Then my parents moved to Las Vegas. I love the desert. Being somebody not [originally] from the desert who wants to be from the desert has really affected my work. I spent a whole summer working in northern Nevada on a grant project. I love construction and moving Earth. My work can be primordial and indescribable in the same way that objects from the desert are.
TM: What do you think about Ugo Rondinone’s Seven Magic Mountains in Las Vegas?
IN: I love that piece. At first, it might seem a little strange, but when you go out there and stand with it, it's completely magical. It corrals a lot of land art ideas, and says “there’s many different ways we can do this.”
TNG: When I first saw that piece, I was driving from Las Vegas to Los Angeles and was like, “Oh my god, we have to stop! What is going on here?” It really deserves to be a land piece. Photos of it and the smaller editions that you see at Art Fairs don't really do it justice.
IN: It's very majestic; you wonder how it was made. One of the things that I love to do is wonder how something was made.
TNG: Though you both use nearly opposing sculptural mediums, your bodies of work invoke a similar contrast in terms of softness and hardness. Could you speak about what this means in terms of your work?
IN: For me, it's the balance of everything. I'm obsessed with hard and soft. It speaks to an equilibrium in nature that my work intuitively gravitates toward. A lot of the time, I'm working intuitively. I'm grabbing things, forming fabric onto hard things, and working with materials that have completely different molecular structures. There's something natural about fusing hard and soft into one.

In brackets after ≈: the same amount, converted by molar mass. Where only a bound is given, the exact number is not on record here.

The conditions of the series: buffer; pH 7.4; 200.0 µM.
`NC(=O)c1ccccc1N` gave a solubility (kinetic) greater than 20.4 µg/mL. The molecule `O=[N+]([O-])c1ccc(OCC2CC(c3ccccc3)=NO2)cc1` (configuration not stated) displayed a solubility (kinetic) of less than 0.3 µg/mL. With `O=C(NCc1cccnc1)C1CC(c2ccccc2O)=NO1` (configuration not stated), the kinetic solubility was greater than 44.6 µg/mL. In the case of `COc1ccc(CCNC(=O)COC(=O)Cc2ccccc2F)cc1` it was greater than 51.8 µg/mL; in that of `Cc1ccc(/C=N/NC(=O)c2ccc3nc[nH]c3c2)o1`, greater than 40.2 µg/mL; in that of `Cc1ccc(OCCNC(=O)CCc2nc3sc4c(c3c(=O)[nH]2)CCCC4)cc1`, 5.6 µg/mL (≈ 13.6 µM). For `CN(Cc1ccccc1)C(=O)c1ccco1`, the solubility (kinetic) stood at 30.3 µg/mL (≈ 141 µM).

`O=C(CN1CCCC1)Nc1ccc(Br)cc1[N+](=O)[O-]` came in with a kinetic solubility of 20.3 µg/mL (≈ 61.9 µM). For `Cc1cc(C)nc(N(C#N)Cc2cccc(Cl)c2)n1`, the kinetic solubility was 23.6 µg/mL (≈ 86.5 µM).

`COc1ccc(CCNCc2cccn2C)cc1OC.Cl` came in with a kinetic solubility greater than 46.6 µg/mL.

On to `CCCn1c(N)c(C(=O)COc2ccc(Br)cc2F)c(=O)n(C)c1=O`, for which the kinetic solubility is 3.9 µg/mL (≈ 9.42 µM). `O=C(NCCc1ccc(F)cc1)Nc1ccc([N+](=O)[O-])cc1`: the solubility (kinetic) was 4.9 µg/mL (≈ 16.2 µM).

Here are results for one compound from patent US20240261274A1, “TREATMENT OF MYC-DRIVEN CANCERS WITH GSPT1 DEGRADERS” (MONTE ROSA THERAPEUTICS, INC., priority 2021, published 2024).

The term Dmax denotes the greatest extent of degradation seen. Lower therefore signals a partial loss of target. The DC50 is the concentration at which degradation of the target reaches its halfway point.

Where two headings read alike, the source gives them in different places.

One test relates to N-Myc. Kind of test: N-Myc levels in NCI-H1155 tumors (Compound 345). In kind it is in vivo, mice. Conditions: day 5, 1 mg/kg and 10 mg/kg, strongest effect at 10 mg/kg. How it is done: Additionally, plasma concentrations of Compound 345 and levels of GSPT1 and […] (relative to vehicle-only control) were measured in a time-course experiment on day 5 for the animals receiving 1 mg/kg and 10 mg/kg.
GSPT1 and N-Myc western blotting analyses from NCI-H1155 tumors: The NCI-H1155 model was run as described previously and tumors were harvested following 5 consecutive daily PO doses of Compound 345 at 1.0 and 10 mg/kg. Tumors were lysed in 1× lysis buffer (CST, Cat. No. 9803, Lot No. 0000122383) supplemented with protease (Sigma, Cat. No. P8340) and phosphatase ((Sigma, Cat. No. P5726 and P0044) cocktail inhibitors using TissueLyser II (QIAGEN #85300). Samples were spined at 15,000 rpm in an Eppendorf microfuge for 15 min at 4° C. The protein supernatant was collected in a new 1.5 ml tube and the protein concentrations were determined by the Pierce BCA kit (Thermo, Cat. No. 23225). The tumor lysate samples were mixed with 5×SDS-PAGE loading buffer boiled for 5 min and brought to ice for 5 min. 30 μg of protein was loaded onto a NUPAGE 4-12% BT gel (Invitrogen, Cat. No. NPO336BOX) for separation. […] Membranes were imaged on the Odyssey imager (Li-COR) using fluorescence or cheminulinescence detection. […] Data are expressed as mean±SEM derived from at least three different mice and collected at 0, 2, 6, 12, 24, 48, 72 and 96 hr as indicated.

TM: Nature is already perfect, so I think referencing it is always a smart decision. When I think of hard and soft materials in my work, I think of technology and using crazy technological elements like stepper motors and Arduinos, then having those mimic organic form. The tension between hard and soft, that's really beautiful.
IN: [Nature] mediates and gives structure. Structure, for both of us, is a big deal. With sculpture, it’s how you're constructing the work at a basic level, but also from the making perspective.
TNG: Could you two tell me a bit about Group Show 3?
TM: It's a little bit of a mystery. We know who's in it, we just don't know what work everybody's putting in yet. I'm very honored to be doing a show with all these amazing artists. I also think it's a bit of a survey of what's happening in our generation. The artists in the show are of a generation that doesn't get a voice usually. Most of us are right out of school, so I think it's cool to get this opportunity.
IN: Yeah, me too. For all the same reasons, it's just exciting. I do know it's in a print shop named Pegasus Prints. I was in a couple of the STP digital shows and it's an honor to be in a real life show, especially in this age of digital shows.
TM: I was thinking about digital shows the other day. It doesn't seem sustainable at all. I know it's what we have to do right now, but there's something about going to a physical space for a physical show that just doesn't feel the same [when compared to] a digital space.